The Industrial Revolution was arguably the biggest global change in the way humans relate to each other and the world around them since the Agricultural Revolution 13,000 years earlier. In the 18th century, China, India and Europe were broadly comparable in terms of levels of economic development, standard of living, and people’s life expectancy and each claimed around 23% of global GDP. However, by 1800s, India and China had begun to fall, while Europe and the United States rose. By 1900, China and India collectively held 9% of global GDP while Europe held 60% and the US held 20%. Over the course of the 19th century, Chinese and Indians became relatively poorer than Europeans and Americans, and the gap, both on national and societal levels, widened. The world was divided between the developed world who escaped the limits of the biologically old regime, and the underdeveloped ‘third’ world who remained within its confines. This gap is exemplified by the British rule in India which, ‘by ever increasingly plundering and draining away the resources of the people, deliberately produces extreme impoverishment and thereby causes famine, plague, and starvation on an ever-increasing scale for some 200,000,000 people’ (from ‘Sources’ reading p 139). However, the gap was not just between different parts of the world, but also within societies. Industry produced wealth for some people, but created and sustained poverty for many others.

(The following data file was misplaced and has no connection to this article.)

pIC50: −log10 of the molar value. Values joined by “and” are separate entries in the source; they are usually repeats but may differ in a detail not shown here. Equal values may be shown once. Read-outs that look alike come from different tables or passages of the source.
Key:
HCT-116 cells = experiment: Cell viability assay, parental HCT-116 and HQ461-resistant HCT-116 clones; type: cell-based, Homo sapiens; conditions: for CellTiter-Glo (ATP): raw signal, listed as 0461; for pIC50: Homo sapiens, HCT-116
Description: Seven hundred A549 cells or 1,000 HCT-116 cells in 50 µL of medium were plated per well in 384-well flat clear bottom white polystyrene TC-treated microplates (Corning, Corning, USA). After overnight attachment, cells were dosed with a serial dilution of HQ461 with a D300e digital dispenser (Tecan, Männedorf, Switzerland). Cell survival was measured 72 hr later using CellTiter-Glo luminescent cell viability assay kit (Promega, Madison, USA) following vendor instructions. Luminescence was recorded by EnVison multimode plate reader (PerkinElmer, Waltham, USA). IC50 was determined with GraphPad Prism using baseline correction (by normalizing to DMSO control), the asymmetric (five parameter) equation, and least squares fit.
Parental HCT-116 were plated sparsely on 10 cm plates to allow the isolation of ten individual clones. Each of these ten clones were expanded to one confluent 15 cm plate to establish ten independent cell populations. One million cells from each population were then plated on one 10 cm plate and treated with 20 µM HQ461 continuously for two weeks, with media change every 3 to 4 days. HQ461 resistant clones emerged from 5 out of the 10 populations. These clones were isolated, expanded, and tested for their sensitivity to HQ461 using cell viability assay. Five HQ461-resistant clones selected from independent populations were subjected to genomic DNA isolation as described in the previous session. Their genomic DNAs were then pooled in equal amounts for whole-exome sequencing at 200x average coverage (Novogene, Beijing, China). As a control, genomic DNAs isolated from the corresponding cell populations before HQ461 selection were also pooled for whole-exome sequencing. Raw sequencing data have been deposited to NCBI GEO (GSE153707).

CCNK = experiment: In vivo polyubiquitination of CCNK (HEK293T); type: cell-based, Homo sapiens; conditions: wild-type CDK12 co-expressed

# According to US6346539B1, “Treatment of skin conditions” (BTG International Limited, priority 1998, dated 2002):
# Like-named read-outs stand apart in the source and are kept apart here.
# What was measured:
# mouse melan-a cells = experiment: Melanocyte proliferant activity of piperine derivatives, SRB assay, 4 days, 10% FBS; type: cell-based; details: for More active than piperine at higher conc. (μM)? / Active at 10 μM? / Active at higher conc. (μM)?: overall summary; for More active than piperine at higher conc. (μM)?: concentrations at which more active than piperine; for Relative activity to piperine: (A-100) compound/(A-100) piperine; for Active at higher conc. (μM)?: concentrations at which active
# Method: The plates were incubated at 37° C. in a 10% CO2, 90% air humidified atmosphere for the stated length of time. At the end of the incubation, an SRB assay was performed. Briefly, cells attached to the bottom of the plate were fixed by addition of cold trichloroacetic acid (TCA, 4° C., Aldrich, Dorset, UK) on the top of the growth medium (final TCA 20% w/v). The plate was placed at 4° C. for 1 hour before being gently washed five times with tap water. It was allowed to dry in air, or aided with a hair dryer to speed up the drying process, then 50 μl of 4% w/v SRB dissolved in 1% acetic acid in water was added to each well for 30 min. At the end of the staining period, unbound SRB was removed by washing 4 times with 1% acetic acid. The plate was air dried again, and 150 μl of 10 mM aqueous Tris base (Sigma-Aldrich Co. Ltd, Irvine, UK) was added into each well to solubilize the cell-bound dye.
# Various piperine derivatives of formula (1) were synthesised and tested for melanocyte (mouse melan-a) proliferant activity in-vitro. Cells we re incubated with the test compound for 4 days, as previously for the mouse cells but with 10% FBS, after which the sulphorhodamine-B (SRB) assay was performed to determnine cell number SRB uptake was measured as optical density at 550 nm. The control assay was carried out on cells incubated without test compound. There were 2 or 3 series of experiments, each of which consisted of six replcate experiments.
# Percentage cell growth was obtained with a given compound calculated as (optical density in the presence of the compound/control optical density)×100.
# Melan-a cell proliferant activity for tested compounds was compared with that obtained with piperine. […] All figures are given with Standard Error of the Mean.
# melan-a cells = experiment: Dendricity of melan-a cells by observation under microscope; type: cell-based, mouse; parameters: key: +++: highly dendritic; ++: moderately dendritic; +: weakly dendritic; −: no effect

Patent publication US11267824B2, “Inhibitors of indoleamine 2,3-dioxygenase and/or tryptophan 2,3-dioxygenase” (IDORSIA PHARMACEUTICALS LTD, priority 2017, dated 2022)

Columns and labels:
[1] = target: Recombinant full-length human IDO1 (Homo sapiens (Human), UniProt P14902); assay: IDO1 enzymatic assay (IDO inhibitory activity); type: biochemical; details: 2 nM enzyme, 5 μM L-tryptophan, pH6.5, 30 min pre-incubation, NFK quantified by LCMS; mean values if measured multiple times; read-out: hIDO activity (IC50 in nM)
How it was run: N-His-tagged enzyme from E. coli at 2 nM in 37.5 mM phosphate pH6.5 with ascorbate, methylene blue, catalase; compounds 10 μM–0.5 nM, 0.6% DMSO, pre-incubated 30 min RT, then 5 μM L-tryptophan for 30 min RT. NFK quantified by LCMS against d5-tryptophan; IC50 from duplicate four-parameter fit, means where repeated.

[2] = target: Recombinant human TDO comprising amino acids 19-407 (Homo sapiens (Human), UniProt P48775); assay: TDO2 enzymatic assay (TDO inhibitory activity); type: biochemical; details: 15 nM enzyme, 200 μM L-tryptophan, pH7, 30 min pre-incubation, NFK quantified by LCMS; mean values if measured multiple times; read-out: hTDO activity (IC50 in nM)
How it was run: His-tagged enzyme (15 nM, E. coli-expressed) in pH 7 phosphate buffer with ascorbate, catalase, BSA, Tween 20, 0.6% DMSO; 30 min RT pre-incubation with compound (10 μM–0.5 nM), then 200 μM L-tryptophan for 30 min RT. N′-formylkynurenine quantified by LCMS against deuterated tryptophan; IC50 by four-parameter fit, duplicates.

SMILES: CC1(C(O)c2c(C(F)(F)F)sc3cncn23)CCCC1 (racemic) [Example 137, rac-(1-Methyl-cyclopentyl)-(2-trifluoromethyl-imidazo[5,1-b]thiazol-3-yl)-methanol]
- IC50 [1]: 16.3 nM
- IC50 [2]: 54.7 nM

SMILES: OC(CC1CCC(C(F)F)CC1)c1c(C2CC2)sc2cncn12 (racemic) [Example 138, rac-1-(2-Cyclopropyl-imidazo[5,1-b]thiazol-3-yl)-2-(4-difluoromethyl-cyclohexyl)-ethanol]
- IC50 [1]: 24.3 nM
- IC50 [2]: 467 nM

The Industrial revolution changed how nations related to each other, and identified themselves. New forms of communication such as the railroad and the telegraph allowed nations (and also individuals) to communicate and trade more easily. Most countries had favoured free international trade. However, in the 1870s, Germany and Italy raised tariffs to protect domestic product, with France, the US and Russia following soon after. As well as protecting their own produce, states faced the